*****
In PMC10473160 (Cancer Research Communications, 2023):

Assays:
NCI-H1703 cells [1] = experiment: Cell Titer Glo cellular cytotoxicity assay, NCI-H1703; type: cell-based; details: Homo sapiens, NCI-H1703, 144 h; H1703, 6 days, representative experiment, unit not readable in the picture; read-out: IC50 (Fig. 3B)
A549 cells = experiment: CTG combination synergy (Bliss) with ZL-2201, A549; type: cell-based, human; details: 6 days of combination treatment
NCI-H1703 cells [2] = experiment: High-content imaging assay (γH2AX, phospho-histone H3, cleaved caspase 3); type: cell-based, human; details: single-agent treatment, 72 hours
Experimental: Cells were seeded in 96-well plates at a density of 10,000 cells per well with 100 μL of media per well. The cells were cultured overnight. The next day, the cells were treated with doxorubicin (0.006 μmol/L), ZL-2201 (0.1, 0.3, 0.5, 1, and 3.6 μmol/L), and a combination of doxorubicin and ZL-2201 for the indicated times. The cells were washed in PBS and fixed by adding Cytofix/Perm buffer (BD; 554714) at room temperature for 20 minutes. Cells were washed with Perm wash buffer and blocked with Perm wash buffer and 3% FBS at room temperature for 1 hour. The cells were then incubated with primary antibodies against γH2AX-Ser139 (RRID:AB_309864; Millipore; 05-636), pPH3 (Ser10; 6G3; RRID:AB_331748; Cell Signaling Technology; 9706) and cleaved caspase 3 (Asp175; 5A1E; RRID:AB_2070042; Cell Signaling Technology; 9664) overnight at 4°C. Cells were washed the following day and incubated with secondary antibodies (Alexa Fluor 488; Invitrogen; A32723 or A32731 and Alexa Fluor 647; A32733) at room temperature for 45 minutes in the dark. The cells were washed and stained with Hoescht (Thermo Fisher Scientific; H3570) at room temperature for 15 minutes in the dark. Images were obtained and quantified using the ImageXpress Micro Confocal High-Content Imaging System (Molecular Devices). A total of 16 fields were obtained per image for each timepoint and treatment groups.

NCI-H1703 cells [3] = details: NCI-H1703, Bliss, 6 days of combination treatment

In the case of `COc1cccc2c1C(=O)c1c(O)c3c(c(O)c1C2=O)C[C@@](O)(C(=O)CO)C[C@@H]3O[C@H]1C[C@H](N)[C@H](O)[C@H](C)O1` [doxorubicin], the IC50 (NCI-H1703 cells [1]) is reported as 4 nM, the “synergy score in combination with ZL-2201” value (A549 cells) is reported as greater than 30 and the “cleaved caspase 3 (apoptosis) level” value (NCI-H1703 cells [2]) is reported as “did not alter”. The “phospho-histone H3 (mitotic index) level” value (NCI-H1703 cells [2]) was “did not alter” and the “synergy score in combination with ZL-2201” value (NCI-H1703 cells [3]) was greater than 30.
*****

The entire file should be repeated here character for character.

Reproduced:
In PMC10473160 (Cancer Research Communications, 2023):

Assays:
NCI-H1703 cells [1] = experiment: Cell Titer Glo cellular cytotoxicity assay, NCI-H1703; type: cell-based; details: Homo sapiens, NCI-H1703, 144 h; H1703, 6 days, representative experiment, unit not readable in the picture; read-out: IC50 (Fig. 3B)
A549 cells = experiment: CTG combination synergy (Bliss) with ZL-2201, A549; type: cell-based, human; details: 6 days of combination treatment
NCI-H1703 cells [2] = experiment: High-content imaging assay (γH2AX, phospho-histone H3, cleaved caspase 3); type: cell-based, human; details: single-agent treatment, 72 hours
Experimental: Cells were seeded in 96-well plates at a density of 10,000 cells per well with 100 μL of media per well. The cells were cultured overnight. The next day, the cells were treated with doxorubicin (0.006 μmol/L), ZL-2201 (0.1, 0.3, 0.5, 1, and 3.6 μmol/L), and a combination of doxorubicin and ZL-2201 for the indicated times. The cells were washed in PBS and fixed by adding Cytofix/Perm buffer (BD; 554714) at room temperature for 20 minutes. Cells were washed with Perm wash buffer and blocked with Perm wash buffer and 3% FBS at room temperature for 1 hour. The cells were then incubated with primary antibodies against γH2AX-Ser139 (RRID:AB_309864; Millipore; 05-636), pPH3 (Ser10; 6G3; RRID:AB_331748; Cell Signaling Technology; 9706) and cleaved caspase 3 (Asp175; 5A1E; RRID:AB_2070042; Cell Signaling Technology; 9664) overnight at 4°C. Cells were washed the following day and incubated with secondary antibodies (Alexa Fluor 488; Invitrogen; A32723 or A32731 and Alexa Fluor 647; A32733) at room temperature for 45 minutes in the dark. The cells were washed and stained with Hoescht (Thermo Fisher Scientific; H3570) at room temperature for 15 minutes in the dark. Images were obtained and quantified using the ImageXpress Micro Confocal High-Content Imaging System (Molecular Devices). A total of 16 fields were obtained per image for each timepoint and treatment groups.

NCI-H1703 cells [3] = details: NCI-H1703, Bliss, 6 days of combination treatment

In the case of `COc1cccc2c1C(=O)c1c(O)c3c(c(O)c1C2=O)C[C@@](O)(C(=O)CO)C[C@@H]3O[C@H]1C[C@H](N)[C@H](O)[C@H](C)O1` [doxorubicin], the IC50 (NCI-H1703 cells [1]) is reported as 4 nM, the “synergy score in combination with ZL-2201” value (A549 cells) is reported as greater than 30 and the “cleaved caspase 3 (apoptosis) level” value (NCI-H1703 cells [2]) is reported as “did not alter”. The “phospho-histone H3 (mitotic index) level” value (NCI-H1703 cells [2]) was “did not alter” and the “synergy score in combination with ZL-2201” value (NCI-H1703 cells [3]) was greater than 30.